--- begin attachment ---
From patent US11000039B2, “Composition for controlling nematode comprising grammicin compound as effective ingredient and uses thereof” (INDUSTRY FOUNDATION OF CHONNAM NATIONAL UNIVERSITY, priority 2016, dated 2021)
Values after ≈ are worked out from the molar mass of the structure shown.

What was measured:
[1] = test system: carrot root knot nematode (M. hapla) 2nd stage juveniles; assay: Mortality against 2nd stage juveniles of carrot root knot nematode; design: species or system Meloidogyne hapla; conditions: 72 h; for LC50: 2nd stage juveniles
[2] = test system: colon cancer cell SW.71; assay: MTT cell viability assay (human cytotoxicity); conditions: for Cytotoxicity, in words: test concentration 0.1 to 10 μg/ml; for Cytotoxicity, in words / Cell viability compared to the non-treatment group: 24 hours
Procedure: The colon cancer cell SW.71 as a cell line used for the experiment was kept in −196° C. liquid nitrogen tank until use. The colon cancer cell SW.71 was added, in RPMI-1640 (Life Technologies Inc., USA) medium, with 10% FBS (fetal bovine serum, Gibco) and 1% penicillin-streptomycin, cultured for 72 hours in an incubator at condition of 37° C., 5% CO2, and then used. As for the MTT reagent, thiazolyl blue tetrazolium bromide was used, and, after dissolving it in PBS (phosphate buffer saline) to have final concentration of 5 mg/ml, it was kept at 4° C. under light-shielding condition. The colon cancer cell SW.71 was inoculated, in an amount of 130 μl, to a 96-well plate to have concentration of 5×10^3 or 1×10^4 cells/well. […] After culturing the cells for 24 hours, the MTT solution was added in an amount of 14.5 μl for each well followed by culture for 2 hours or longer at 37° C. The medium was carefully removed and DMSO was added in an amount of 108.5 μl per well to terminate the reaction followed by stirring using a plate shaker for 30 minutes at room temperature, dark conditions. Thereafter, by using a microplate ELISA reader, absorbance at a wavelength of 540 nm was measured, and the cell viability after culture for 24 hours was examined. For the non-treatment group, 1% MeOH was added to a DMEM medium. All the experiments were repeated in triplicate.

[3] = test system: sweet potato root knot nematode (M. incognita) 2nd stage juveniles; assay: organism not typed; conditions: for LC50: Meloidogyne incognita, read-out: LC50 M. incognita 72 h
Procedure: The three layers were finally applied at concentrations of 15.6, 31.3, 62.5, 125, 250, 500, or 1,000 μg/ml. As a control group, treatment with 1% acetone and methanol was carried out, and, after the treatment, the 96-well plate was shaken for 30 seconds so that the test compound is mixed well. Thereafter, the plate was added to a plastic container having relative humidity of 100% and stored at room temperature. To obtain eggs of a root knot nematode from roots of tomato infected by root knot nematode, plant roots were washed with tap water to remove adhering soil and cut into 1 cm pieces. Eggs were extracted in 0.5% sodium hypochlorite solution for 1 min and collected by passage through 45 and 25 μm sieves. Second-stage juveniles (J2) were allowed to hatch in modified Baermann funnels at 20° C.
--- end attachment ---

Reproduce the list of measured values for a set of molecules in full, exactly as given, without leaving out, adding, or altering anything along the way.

From patent US11000039B2, “Composition for controlling nematode comprising grammicin compound as effective ingredient and uses thereof” (INDUSTRY FOUNDATION OF CHONNAM NATIONAL UNIVERSITY, priority 2016, dated 2021)
Values after ≈ are worked out from the molar mass of the structure shown.

What was measured:
[1] = test system: carrot root knot nematode (M. hapla) 2nd stage juveniles; assay: Mortality against 2nd stage juveniles of carrot root knot nematode; design: species or system Meloidogyne hapla; conditions: 72 h; for LC50: 2nd stage juveniles
[2] = test system: colon cancer cell SW.71; assay: MTT cell viability assay (human cytotoxicity); conditions: for Cytotoxicity, in words: test concentration 0.1 to 10 μg/ml; for Cytotoxicity, in words / Cell viability compared to the non-treatment group: 24 hours
Procedure: The colon cancer cell SW.71 as a cell line used for the experiment was kept in −196° C. liquid nitrogen tank until use. The colon cancer cell SW.71 was added, in RPMI-1640 (Life Technologies Inc., USA) medium, with 10% FBS (fetal bovine serum, Gibco) and 1% penicillin-streptomycin, cultured for 72 hours in an incubator at condition of 37° C., 5% CO2, and then used. As for the MTT reagent, thiazolyl blue tetrazolium bromide was used, and, after dissolving it in PBS (phosphate buffer saline) to have final concentration of 5 mg/ml, it was kept at 4° C. under light-shielding condition. The colon cancer cell SW.71 was inoculated, in an amount of 130 μl, to a 96-well plate to have concentration of 5×10^3 or 1×10^4 cells/well. […] After culturing the cells for 24 hours, the MTT solution was added in an amount of 14.5 μl for each well followed by culture for 2 hours or longer at 37° C. The medium was carefully removed and DMSO was added in an amount of 108.5 μl per well to terminate the reaction followed by stirring using a plate shaker for 30 minutes at room temperature, dark conditions. Thereafter, by using a microplate ELISA reader, absorbance at a wavelength of 540 nm was measured, and the cell viability after culture for 24 hours was examined. For the non-treatment group, 1% MeOH was added to a DMEM medium. All the experiments were repeated in triplicate.

[3] = test system: sweet potato root knot nematode (M. incognita) 2nd stage juveniles; assay: organism not typed; conditions: for LC50: Meloidogyne incognita, read-out: LC50 M. incognita 72 h
Procedure: The three layers were finally applied at concentrations of 15.6, 31.3, 62.5, 125, 250, 500, or 1,000 μg/ml. As a control group, treatment with 1% acetone and methanol was carried out, and, after the treatment, the 96-well plate was shaken for 30 seconds so that the test compound is mixed well. Thereafter, the plate was added to a plastic container having relative humidity of 100% and stored at room temperature. To obtain eggs of a root knot nematode from roots of tomato infected by root knot nematode, plant roots were washed with tap water to remove adhering soil and cut into 1 cm pieces. Eggs were extracted in 0.5% sodium hypochlorite solution for 1 min and collected by passage through 45 and 25 μm sieves. Second-stage juveniles (J2) were allowed to hatch in modified Baermann funnels at 20° C.